Booker T. Washington, a great American education and African-American leader, was born in Virgina. Raised in extreme poverty, Washington realized his dream of getting an education at the Hampton Institute. In 1881, Washington became the first presidnet of the Tuskegee Institute in Alabama and he built the tiny school into a prominent colleg; in 1901 , he publishesed his autobiography, Up From Slavery.
This speech, called the "Atlanta Compromise" by his critics, propelled Washington to fame. His vision that African-Americans should improve their lives by learning industrial skills, not through social or political change. This view was harshly criticized by other Black leaders such as W.E.B. Du Bois.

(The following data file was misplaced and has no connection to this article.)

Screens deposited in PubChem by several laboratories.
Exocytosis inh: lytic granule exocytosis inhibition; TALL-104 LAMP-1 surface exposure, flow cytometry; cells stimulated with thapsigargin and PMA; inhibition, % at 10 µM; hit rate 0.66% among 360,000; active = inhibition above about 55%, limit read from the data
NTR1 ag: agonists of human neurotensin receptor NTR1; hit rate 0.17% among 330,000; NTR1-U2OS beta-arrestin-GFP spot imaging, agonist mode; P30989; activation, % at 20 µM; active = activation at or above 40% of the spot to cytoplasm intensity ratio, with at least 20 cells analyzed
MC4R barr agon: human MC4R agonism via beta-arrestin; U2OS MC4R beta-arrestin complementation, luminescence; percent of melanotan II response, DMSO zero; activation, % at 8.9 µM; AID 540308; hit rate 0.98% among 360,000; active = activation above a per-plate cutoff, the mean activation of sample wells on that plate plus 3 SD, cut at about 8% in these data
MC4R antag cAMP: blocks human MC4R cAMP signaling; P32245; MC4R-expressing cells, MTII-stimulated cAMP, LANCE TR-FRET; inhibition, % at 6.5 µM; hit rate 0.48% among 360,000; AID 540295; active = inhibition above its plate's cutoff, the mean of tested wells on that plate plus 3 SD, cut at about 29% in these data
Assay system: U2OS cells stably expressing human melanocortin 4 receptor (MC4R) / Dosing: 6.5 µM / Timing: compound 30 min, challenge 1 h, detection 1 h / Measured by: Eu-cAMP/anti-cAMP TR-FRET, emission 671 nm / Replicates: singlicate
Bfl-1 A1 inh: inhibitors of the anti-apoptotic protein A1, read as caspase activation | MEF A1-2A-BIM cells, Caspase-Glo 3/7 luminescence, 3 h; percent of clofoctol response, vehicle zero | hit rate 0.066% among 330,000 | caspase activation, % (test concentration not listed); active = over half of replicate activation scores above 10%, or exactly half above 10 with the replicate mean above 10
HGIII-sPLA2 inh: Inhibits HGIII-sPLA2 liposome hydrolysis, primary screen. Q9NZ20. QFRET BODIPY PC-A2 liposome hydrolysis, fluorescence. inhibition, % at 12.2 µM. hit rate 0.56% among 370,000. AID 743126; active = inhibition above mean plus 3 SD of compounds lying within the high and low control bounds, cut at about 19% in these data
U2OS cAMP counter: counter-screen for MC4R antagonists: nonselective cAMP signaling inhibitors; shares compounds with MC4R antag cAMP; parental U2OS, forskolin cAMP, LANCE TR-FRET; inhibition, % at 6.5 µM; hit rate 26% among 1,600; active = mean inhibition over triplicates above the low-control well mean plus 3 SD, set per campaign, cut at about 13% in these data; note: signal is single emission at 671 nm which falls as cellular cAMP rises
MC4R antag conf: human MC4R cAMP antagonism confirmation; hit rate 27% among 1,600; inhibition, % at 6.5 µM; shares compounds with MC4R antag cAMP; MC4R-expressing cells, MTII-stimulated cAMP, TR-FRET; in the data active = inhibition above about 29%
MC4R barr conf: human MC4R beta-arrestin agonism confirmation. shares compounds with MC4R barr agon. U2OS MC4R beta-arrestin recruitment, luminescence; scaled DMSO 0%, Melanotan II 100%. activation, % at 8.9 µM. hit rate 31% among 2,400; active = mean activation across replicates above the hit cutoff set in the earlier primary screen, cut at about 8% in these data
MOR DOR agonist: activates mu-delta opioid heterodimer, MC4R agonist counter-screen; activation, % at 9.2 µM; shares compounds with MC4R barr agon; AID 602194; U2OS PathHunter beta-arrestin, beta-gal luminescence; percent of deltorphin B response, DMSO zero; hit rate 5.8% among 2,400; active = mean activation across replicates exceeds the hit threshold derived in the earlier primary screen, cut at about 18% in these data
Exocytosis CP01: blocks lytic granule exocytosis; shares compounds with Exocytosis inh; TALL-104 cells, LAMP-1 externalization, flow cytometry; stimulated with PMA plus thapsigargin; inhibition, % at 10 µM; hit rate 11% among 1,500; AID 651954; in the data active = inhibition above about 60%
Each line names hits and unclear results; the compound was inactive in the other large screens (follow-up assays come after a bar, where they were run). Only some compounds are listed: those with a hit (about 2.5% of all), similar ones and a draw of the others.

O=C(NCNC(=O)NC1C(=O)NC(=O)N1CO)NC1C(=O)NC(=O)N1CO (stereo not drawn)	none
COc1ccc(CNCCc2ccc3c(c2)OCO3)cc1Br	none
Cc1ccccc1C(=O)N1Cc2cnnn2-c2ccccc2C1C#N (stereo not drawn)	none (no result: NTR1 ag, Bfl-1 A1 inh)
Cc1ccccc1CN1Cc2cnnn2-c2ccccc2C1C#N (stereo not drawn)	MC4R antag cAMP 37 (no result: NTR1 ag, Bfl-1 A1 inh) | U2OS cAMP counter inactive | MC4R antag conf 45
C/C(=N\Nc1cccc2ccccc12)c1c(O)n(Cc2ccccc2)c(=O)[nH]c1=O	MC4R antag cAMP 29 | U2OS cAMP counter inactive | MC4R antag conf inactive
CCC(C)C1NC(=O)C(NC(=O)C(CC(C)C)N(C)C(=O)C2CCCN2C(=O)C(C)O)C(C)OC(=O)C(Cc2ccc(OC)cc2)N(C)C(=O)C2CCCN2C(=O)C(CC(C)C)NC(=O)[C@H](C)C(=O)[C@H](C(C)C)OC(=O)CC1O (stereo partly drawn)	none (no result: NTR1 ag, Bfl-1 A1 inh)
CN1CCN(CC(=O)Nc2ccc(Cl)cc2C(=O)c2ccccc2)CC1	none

Atlanta Exposition Speech Scroll
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Booker T. Washington believed that African-Americans could improve their lives through education. The "Atlanta Exposition Address" was a speech given by Washington on September 18, 1895. That famous speech is completely reproduced here, also featuring Washington's portrait.
Document size: 14" x 16"